Dear Oscar Mayer…

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Dear Oscar Mayer…

Oscar Mayer will not pick up their phone to answer a few questions.

Oscar Mayer will not pick up their phone to answer a few questions.

Wikimedia Commons

Oscar Mayer will not pick up their phone to answer a few questions.

Wikimedia Commons

Wikimedia Commons

Oscar Mayer will not pick up their phone to answer a few questions.

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Dear Oscar Mayer, 

Greetings from the Day Creek Howl, one of the top middle school journalism programs in the country. We tried really hard to contact you multiple times over numerous days. We got about as far as the receptionist each time in an effort to get your statement. 

Why did we reach out to you? On Twitter, we read about the release of Ice Dog ice cream. We found your new flavors fascinating and hoped to write an article to our pre-teen/teenage audience about the unique desert. During our initial call, one of your workers said that we had dialed the wrong number within your company. The next day, we called Oscar Mayer again. This time your employee gave us a fake number. The same situation reoccurred three additional times.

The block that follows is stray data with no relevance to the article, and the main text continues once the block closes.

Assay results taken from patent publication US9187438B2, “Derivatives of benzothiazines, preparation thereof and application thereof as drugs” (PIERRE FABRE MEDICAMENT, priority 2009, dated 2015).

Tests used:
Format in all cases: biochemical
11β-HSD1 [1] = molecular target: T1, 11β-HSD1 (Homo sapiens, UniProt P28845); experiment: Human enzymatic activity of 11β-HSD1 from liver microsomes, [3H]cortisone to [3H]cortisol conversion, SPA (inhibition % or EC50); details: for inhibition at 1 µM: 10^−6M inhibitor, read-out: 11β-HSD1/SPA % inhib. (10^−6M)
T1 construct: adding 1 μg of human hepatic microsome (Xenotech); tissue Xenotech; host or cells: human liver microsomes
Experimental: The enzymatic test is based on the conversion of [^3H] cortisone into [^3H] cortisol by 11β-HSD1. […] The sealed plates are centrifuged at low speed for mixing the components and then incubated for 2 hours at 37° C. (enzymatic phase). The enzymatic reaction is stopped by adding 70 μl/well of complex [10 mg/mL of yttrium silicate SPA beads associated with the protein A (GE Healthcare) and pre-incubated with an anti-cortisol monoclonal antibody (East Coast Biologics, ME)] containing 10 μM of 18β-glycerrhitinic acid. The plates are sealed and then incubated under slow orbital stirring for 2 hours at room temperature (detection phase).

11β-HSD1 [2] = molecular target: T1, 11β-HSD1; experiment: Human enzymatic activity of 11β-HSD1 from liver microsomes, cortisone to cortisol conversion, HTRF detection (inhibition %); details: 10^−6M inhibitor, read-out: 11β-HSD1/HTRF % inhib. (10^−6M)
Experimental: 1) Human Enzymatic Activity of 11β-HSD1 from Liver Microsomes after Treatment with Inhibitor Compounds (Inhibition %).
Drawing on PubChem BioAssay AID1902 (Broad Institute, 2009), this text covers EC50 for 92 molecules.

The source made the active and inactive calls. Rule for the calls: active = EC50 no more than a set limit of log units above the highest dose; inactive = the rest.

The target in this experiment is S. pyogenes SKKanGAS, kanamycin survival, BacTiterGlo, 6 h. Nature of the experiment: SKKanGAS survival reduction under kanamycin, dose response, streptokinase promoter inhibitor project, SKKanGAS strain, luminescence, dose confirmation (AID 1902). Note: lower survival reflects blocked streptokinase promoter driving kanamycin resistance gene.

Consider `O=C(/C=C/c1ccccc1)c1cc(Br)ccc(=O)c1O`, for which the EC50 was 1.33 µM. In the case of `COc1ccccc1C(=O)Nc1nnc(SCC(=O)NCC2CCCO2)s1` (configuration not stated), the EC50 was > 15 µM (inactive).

Since we did not have any quotes from you, we had to improvise. We worked to recreate the Ice Dog flavors, using candied sausage and vanilla ice cream. Next, we attempted to write an article about students at our school who sampled our recreated Oscar Mayer ice cream along with French’s mustard ice cream instead of our original plan of sharing your organization’s product and gathering our peers’ opinions.

But something was lacking. The article that we wrote was dull and it was not the initial piece we hoped to publish. On August 31st, our adviser called you and your corporation and one of your attendants promised that they would return our call within twenty-four hours. Since it was Labor Day the following week, we waited until Tuesday. Once again, Oscar Mayer dropped the ball.

Your business has been advertising your products to young people like us before we were born. The platypus in the Lunchables commercial isn’t marketed to parents. Nor is the Kool-Aid man who walks through walls. We are confused as to why you ignored the opportunity to answer a few questions about the product that you produced to appeal to young people just like us. We originally wanted to write an article that would have given you even more positive publicity. Instead, we are writing about how you couldn’t even pick up your phone.  I guess it’ll get some attention, but not the kind you probably want. 

We are still waiting for your response Oscar Mayer.

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